This way, I can develop strength regardless of the grip I may need to use when training or competing. Walk anywhere from 20 m to 100 m depending on your goal for the exercise. Anywhere from 1-3 sets is more than enough when carrying the sandbag bearhug style.
The sandbag I recommend is the IronMind Tough As Nails sandbag. I’ve owned one and they can be loaded heavier than you’ll ever need.
I would place the Zercher carry on par with the bearhug carry. I love both of these exercises and use them regularly. This will help improve the endurance of your biceps, shoulders, and grip so you can finish any choke or takedown.
You can use any implement for this. Barbells tend to be harsh on the elbows so where elbow sleeves. Fat bars and sandbags make better alternatives to the barbell. Walk anywhere from 20 m to 100 m depending on your goal for the exercise. Anywhere from 1-3 sets is more than enough.
While the Farmers Walk isn’t an exercise that transfers well according to the criteria of Dynamic Correspondence, it makes a great general preparation exercise for the grip and whole-body strength.
If you can remain tight and stable while walking with heavy weight, you are likely going to be hard to move around in the clinch. That has been my experience. Walk for distances of 10-40 m for 1-3 sets.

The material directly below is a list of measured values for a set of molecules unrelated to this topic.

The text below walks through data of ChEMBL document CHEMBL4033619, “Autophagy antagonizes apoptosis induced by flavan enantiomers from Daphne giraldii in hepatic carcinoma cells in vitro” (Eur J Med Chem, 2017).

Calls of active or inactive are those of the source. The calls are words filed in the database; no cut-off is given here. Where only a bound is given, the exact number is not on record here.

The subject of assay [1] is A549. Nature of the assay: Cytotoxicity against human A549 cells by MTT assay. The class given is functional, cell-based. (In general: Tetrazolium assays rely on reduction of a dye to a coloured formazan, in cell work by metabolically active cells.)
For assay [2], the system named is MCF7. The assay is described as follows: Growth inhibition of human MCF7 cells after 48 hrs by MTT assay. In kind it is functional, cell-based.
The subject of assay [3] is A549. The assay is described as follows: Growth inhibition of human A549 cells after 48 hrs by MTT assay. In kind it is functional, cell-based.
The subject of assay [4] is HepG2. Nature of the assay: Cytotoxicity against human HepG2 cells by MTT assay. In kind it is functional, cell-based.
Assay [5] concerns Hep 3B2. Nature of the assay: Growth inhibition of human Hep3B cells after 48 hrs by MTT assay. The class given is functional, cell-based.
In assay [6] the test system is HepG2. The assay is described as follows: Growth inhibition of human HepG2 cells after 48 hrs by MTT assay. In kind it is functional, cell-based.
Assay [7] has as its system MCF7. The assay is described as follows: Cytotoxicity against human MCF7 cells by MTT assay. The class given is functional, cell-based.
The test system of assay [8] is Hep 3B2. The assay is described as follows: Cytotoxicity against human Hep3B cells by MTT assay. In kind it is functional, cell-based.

The axle is essentially another word for a fat bar. And I love using fat bars. If you don’t have one, use Fat Gripz which I absolutely love. You can read my full Fat Gripz review which will detail everything from hand size to how to use them.
The fat bar challenges your hands and grip like no other barbell. The best thing about the fat bar is that it is like having to grip an opponent’s wrist while wearing MMA gloves. MMA gloves, because of the palm area, increase the thickness when you are gripping.
If you’re able to pick up heavy axle deadlifts, you’ll be able to secure any back take. My favorite way to train the axle deadlift is to work up to a heavy single, then perform a back-off set of 10 reps with 70% of that single.
Strongman Workout For Conditioning
As mentioned, pushing or pulling a heavy car can give you the same cardiovascular response as a 17-minute weight training circuit in 1/17th of the time. So here are some Strongman conditioning circuits that can be used for some variety.
Strongman Conditioning Circuit
A1) Forward Sled Drag x 40-50 m
A2) Sandbag Bearhug Carry x 40-50 m
A3) Rest 2-3 minutes
Repeat 3-5 times
Strongman Conditioning Circuit 2
A1) Farmers Walk x 40-50 m
A2) Zercher Carry x 40-50 m
A3) Rest 2-3 minutes
Repeat 3-5 times
1. Woulfe, C., Harris, N., Keogh, J., & Wood, M. (2014). The physiology of strongman training. Strength & Conditioning Journal, 36(6), 84-95.
2. West, D. J., Cunningham, D. J., Finn, C. V., Scott, P. M., Crewther, B. T., Cook, C. J., & Kilduff, L. P. (2014). The metabolic, hormonal, biochemical, and neuromuscular function responses to a backward sled drag training session. The Journal of Strength & Conditioning Research, 28(1), 265-272.
3. Verkhoshanksy, Y. (2011). Special Strength Training: Manual For Coaches. Verkhoshanksy.com